Finally, it's possible that the impact of warming is not enough for us to undergo major disruptive changes, or it may be that in a few decades we'll have technology and insight that allow us to solve this in a much better manner.

Some -- like Charles Gibson expressed in his Palin interview -- seem to believe that if we don't think it's our fault, there's nothing we can or will do to stop it, so they believe we must believe (perhaps even if it's not true...)

Anonymous said...

I recently came to a similar conclusion about the prevalent sentiment concerning the significance of whether global warming is man made:

Raphfrk said...

"Given the actual drama in the economic world, I'm beginning to wonder if you're ever going to coment on it."

Yeah :).

In fact, when reading the last 2 titles, I thought that he was going to do it.

"Making a Mistake and Not Admitting it" could relate to those running financial institutions refusing to admit mistakes. See the new ban on short selling bank shares.

That is pure refusal to allow the market find its price and basically, directing blame on those horrible speculators.

"Benefit, Blame, Causation and Other Irrelevancies" could relate to the same kind of thing. Again focusing blame on those who aren't actually responsibility.

Anonymous said...

I think the more interesting claim against Obama is the one about his ties to people in the financial industry before the collapse when he (and most of the rest of Congress) did nothing. Given that Obama is complaining about "8 years of mismanagement" it's interesting to see that he and many others fiddled while Rome burnt despite the mismanagement allegedly being obvious.

Milhouse said...

On the cui bono "fallacy", see "Halliburton".

On global warming, in the abstract you're right — if the warming is happening, and if it's a bad thing, then we ought to do something to stop it no matter what's causing it. But in the specific your argument breaks down because of some unstated assumptions in the premises. The question isn't really whether humans are causing the alleged warming, it's whether they're causing it through one particular mechanism — that of adding CO<sub>2</sub> to the atmosphere. And the question isn't whether humans are actually doing so, since they clearly are, but whether doing so has the alleged effect.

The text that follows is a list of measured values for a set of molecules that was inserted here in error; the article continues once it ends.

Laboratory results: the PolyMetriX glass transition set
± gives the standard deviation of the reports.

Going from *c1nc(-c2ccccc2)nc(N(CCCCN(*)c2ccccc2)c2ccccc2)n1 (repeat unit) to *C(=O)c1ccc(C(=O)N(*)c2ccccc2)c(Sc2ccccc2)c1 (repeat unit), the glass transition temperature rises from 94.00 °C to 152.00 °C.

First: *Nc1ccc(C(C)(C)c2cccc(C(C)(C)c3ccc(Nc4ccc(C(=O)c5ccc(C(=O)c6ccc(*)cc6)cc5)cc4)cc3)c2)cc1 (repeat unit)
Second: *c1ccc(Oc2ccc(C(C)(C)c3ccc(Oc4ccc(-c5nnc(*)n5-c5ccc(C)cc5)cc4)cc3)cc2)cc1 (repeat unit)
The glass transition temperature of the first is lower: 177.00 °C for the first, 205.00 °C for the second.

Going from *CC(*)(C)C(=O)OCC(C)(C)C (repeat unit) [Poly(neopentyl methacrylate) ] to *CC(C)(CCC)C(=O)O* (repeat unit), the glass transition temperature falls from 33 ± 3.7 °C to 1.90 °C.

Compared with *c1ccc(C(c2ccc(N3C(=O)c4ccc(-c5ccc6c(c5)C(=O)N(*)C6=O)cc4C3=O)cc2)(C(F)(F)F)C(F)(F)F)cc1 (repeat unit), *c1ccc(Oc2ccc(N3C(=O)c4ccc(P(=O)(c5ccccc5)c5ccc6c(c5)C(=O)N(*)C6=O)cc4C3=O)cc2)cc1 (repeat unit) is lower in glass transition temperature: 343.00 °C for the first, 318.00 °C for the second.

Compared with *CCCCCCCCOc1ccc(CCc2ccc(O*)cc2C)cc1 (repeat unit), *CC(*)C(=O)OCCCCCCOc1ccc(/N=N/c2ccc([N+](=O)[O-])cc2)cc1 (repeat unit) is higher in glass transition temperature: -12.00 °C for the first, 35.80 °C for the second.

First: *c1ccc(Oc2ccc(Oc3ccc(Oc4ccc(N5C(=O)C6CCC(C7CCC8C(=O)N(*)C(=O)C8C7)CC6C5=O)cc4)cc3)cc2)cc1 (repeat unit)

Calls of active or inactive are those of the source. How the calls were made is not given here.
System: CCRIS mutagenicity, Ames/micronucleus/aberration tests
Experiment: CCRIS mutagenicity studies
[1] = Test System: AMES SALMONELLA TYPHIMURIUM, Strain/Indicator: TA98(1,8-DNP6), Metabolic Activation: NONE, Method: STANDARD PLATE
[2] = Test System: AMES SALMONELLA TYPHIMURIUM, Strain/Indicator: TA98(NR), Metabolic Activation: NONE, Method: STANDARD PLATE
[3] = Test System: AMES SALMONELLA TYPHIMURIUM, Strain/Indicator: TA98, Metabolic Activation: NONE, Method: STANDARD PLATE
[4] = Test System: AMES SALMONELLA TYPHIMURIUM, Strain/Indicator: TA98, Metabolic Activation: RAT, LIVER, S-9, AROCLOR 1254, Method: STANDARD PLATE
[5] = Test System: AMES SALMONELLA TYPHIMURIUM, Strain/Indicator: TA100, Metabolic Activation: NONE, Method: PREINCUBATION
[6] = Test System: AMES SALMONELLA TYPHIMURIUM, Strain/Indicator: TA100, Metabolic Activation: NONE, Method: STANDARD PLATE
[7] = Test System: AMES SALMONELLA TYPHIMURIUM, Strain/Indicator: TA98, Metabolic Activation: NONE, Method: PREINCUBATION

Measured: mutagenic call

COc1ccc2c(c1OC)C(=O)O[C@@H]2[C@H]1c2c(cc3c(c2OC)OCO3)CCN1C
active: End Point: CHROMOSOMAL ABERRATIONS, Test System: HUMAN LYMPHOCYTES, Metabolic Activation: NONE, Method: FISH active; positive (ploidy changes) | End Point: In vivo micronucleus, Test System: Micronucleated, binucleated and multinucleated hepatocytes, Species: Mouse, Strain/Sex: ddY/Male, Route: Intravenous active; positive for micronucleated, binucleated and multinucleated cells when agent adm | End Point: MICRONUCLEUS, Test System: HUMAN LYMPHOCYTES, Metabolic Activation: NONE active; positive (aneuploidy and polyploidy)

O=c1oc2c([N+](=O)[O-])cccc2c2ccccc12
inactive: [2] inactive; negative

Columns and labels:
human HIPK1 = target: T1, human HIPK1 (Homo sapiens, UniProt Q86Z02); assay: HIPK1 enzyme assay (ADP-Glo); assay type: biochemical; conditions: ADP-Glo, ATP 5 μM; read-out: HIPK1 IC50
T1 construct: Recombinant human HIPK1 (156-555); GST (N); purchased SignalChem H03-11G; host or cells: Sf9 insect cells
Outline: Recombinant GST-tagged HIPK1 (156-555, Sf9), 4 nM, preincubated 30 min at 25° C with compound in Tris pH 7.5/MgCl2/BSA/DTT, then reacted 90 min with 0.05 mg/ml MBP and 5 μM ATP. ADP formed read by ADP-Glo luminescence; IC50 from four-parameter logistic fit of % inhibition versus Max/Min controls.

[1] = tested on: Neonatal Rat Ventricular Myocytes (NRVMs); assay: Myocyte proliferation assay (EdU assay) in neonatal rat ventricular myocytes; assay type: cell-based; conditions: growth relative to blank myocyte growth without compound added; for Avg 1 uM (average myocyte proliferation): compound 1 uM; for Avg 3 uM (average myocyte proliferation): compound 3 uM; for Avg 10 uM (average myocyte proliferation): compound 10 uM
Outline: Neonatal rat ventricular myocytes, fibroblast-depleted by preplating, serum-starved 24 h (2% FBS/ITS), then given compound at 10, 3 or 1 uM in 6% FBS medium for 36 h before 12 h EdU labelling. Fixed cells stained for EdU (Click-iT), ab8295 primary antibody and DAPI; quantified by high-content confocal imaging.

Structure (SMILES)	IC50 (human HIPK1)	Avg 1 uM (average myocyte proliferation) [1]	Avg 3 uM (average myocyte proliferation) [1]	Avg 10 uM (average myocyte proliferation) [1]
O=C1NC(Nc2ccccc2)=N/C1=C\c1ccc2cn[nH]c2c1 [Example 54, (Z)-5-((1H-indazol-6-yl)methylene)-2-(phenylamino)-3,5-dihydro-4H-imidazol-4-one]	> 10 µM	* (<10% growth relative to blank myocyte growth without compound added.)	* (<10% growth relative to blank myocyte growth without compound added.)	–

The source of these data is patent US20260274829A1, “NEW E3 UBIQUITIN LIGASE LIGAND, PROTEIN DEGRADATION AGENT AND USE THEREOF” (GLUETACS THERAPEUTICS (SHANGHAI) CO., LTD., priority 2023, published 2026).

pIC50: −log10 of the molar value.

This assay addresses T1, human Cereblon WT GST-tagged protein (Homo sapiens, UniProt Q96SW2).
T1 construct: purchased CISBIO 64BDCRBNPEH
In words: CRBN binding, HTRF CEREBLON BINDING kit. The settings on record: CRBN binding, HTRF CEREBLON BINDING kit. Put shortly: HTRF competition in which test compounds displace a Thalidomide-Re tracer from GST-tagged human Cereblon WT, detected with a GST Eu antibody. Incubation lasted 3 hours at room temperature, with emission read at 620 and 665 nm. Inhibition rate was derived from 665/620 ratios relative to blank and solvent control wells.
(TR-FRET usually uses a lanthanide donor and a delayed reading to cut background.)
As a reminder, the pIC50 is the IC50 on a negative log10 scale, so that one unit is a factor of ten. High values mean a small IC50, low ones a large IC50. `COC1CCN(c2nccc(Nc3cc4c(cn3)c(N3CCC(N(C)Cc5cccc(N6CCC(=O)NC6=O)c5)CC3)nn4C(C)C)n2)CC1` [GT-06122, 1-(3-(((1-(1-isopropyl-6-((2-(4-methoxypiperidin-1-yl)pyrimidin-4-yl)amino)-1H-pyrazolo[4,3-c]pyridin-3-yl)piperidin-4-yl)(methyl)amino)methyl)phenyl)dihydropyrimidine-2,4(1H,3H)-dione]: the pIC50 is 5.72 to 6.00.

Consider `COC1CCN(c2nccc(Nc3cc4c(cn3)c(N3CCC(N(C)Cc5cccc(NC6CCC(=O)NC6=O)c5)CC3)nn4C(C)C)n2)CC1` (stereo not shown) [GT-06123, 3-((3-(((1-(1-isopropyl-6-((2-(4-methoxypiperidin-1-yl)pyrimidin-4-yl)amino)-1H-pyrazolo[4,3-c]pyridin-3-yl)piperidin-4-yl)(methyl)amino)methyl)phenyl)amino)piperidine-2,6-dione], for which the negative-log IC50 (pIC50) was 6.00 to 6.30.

The anti-anthropogenic-global-warming argument is that the CO2 we're undoubtedly adding to the atmosphere does not significantly (or at all) increase global temperature, and therefore that stopping won't significantly (or at all) decrease it. If this argument is true, then even if the warming is actually happening, and even if it's a terrible thing which ought to be stopped at all costs — and even if it is being somehow caused by some unknown human action — cutting CO2 is not the way to do it, and is not only a distraction from finding some effective way to stop the warming, but also a tremendous waste of resources that may be needed if and when we do find such a way.

BTW, blogger isn't allowing the <sub> tag.

Anonymous said...

In short, whom should you blame for a problem -- the entit(y/ies) whose (in)actions caused it, or the entit(y/ies) who gain from it?

A related question is who "should" fix a problem -- the entit(y/ies) whose (in)actions caused it, or the entit(y/ies) who stand to gain the most from it being fixed? Or a third entity, who is most capable of fixing it properly?

If all three are the same person (or corporation, or whatever), there's nothing to worry about: the problem will be fixed promptly and well. But in real life they are often three different people. See this post for some thoughts on how to resolve this.

But seriously, as you point out, McCain's statement works better as rhetoric than as logic.

On the global-warming analogy: I've never thought of the anthropogenicity argument as about where to place the blame (although now that you mention it I'm sure there is some of that), but rather as suggesting the likelihood that different human activities will work to halt or reverse the trend.

And it's certainly true that "the human species" doesn't make decisions... but governments and international treaty organizations do make decisions, and they allegedly represent substantial fractions of the human species. Furthermore, a technological or economic action by one person may facilitate millions of people on the other side of the world changing their own day-to-day actions in a way that significantly addresses the problem (whether anthropogenic or not).

Mike Huben said...

I'm sure David is incapable of fixing the ozone hole, yet concrete actions have been taken to change the human behaviors which produced it.

Compare ozone hole action to David's arguments about the futility of global warming activism. David sure comes off as a denialist.

So does David benefit from this somehow?

Anonymous said...

Michael writes:
"So in that sense, it's very significant in that if we don't understand what biodiversity is out there, we don't have much of a chance of protecting it," he said.

So, yesterday it was unknown that these creatures existed. Today, their mere existence is apparently enough to make a logical conclusion that they are in danger and need protecting.

I don't read it as "We just discovered these organisms; they must need protection" but rather as "We already know/assume that biodiversity needs protection. We just discovered a lot of previously-unknown organisms; that demonstrates that there's more biodiversity out there than we know about, and other species may well have disappeared without our ever knowing about them at all." Whether you buy that logic is up to you....

Steve_Roberts said...

There is the assumption that global warming is bad. During the medieval warm period (and I believe the Roman warm period) temperatures in Europe were higher than they are today. There was more land where wheat was a viable crop, rather than rye, or sheep, and more land where rye or sheep were more viable than forestry, which obviously was a good thing. Why does everyone assume a rise in temperature must be a bad thing ?

Anonymous said...

"Malefactors of great wealth" is not a post-WWI phrase for arms dealers. It is a quotation from Theodore Roosevelt that has nothing to do with them.